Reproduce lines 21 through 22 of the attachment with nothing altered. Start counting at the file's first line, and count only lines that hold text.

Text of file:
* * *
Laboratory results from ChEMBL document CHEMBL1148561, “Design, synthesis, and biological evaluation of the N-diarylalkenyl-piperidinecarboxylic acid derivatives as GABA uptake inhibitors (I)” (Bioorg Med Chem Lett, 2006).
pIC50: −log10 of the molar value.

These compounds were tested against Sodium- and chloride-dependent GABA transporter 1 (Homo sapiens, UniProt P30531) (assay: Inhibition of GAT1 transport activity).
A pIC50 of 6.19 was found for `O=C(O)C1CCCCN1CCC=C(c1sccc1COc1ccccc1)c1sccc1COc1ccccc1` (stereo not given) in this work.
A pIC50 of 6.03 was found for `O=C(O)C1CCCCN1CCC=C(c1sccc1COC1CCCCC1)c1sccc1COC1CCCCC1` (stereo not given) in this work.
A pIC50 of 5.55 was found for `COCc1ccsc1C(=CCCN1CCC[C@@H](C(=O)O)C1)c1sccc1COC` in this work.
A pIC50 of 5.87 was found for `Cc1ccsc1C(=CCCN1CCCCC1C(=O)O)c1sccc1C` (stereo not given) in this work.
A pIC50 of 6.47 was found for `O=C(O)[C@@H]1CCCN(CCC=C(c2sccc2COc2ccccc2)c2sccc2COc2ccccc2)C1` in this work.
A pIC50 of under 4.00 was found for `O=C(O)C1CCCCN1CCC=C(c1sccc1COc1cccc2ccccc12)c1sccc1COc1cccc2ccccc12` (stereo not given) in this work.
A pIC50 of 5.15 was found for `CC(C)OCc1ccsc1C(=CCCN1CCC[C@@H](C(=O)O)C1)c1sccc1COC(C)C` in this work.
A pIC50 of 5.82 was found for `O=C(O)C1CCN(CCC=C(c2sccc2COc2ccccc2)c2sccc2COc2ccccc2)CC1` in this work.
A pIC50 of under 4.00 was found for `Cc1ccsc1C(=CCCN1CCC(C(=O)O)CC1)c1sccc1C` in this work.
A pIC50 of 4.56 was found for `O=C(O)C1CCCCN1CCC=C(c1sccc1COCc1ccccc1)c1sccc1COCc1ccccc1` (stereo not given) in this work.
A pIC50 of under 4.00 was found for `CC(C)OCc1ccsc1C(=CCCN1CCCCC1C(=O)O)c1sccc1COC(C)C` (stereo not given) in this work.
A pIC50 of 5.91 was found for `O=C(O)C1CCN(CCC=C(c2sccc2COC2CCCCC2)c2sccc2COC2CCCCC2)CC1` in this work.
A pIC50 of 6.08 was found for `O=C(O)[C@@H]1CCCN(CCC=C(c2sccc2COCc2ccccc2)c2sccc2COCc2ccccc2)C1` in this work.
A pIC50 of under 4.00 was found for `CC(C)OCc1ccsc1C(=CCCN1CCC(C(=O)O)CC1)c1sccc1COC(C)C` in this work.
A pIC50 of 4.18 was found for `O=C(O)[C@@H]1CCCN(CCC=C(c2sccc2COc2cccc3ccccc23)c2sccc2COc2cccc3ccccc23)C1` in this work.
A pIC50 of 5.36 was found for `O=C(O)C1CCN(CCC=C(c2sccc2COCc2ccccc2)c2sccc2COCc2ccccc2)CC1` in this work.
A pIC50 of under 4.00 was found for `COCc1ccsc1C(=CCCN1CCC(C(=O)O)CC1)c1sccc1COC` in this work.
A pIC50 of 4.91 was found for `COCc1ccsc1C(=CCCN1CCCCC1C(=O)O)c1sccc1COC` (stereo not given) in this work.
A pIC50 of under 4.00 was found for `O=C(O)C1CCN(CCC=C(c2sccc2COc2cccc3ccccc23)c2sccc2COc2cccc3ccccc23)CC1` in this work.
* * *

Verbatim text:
A pIC50 of 4.91 was found for `COCc1ccsc1C(=CCCN1CCCCC1C(=O)O)c1sccc1COC` (stereo not given) in this work.
A pIC50 of under 4.00 was found for `O=C(O)C1CCN(CCC=C(c2sccc2COc2cccc3ccccc23)c2sccc2COc2cccc3ccccc23)CC1` in this work.